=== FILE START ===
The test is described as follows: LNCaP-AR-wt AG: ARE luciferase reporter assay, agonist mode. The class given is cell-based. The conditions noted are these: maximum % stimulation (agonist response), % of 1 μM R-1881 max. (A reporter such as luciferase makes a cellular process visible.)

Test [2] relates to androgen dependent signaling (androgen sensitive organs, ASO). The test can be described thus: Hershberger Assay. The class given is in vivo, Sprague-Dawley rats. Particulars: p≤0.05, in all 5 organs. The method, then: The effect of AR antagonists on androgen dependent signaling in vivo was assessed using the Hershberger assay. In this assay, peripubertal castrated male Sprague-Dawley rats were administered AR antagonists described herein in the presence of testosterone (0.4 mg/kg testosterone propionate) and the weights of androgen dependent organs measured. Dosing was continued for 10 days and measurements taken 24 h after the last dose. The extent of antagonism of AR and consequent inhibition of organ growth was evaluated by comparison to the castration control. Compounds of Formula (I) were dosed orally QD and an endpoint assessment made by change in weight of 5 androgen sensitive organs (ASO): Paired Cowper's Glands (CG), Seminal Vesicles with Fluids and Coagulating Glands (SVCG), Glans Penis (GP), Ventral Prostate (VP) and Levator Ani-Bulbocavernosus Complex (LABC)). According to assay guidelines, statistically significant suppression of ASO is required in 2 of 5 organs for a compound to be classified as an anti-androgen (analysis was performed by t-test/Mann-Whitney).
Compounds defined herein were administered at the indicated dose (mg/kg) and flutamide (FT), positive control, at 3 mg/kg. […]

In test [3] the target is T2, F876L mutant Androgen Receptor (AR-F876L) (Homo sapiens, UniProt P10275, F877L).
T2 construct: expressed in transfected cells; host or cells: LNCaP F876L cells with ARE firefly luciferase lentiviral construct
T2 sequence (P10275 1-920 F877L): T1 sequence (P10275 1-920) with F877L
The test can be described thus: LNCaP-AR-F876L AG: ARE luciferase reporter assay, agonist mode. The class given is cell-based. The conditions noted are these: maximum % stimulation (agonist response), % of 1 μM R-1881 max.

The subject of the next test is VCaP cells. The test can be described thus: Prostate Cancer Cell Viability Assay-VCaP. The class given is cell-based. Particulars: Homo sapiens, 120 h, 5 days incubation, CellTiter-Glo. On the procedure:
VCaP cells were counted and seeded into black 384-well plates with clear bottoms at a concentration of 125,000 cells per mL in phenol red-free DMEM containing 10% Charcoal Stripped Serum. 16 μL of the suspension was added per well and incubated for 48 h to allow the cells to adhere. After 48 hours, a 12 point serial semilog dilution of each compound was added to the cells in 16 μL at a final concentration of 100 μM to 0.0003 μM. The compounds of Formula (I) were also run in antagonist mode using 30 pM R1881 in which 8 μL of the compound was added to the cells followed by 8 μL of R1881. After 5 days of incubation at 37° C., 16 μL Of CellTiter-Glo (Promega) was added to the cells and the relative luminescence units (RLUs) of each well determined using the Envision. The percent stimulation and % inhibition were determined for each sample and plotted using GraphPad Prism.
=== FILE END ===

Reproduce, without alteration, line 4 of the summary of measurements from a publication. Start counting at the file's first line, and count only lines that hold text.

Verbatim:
In test [3] the target is T2, F876L mutant Androgen Receptor (AR-F876L) (Homo sapiens, UniProt P10275, F877L).